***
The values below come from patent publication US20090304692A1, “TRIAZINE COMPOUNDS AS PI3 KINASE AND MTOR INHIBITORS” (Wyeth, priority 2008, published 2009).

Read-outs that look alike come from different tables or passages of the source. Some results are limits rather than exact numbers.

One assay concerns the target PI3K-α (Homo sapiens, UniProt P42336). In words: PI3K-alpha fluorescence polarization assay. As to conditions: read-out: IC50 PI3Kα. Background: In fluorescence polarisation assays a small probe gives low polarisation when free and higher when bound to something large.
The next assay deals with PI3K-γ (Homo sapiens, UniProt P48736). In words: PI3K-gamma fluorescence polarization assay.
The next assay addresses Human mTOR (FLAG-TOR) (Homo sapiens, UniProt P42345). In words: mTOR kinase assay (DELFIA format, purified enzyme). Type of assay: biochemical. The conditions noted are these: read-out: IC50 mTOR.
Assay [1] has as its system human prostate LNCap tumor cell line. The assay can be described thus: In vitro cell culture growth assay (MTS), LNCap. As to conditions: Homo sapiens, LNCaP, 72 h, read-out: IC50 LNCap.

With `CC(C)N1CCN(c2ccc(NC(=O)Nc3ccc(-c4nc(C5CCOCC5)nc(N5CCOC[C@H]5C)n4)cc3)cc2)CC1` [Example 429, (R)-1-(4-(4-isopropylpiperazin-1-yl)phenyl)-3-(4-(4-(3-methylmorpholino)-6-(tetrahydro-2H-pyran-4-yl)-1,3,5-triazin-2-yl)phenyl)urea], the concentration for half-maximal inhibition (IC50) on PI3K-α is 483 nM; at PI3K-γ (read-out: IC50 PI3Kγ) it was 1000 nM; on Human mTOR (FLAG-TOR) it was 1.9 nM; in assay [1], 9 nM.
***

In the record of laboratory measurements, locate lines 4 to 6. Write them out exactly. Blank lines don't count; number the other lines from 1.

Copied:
The next assay deals with PI3K-γ (Homo sapiens, UniProt P48736). In words: PI3K-gamma fluorescence polarization assay.
The next assay addresses Human mTOR (FLAG-TOR) (Homo sapiens, UniProt P42345). In words: mTOR kinase assay (DELFIA format, purified enzyme). Type of assay: biochemical. The conditions noted are these: read-out: IC50 mTOR.
Assay [1] has as its system human prostate LNCap tumor cell line. The assay can be described thus: In vitro cell culture growth assay (MTS), LNCap. As to conditions: Homo sapiens, LNCaP, 72 h, read-out: IC50 LNCap.